The Socialist 15 December 2006
NHS Crisis: Turn anger into action
Good riddance to the 'butcher of Chile'
ON SUNDAY 10 December the biggest killer and robber Chile has ever seen, ex dictator Augusto Pinochet, died. Hundreds of thousands of Chileans went out onto the streets to celebrate.
Celso Callufan, Socialismo Revolucionario (CWI Chile), Santiago
In the centre of Santiago they celebrated with champagne drums and dancing. But unfortunately, when they arrived in front of the government building the 'carabinero' police began to violently repress the demonstrators.
When Pinochet carried out his military coup on the 11 September 1973, he said that it was to "bring an end to corruption and the loss of moral values".
Thousands of Chilean workers and mapuche (indigenous people) were killed, hundreds of thousands were tortured and imprisoned in the country's football stadiums.
The majority of dead and tortured were completely disarmed when they were taken away by the country's "valiant soldiers". The majority of today's Armed Forces top command were the young officers of that period, "the mummy's boys". They were the most savage in their treatment of the detainees in the first days of the criminal dictatorship which terrorised this country for 17 years.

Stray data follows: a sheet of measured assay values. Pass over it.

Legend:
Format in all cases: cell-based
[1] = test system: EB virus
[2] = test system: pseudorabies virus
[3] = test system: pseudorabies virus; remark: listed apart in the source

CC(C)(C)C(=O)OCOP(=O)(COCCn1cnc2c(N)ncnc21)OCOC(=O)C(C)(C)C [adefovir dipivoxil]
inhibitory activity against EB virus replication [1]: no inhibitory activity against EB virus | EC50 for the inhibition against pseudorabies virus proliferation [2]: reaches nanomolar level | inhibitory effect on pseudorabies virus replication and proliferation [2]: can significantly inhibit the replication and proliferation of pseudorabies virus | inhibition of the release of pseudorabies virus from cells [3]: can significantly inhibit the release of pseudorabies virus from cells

Christian Democracy, together with the Right, was one of the main promoters of the coup. Given that the Chilean Socialist Party long ago assumed the political and economic legacy of the dictatorship, it is not surprising that these same people want to honour the dictator.
The Right and the 'Concertacion' (the coalition government including the Chilean Socialist Party) heap great praise on the economic model inherited from the Pinochet dictatorship. But this neo-liberal model has only benefited the richest 20% of the population. At the other end, 20% live in extreme poverty and another 40% in poverty conditions.
With the neo-liberal 'model' we have lost our rights in the workplace and the bosses have increased exploitation.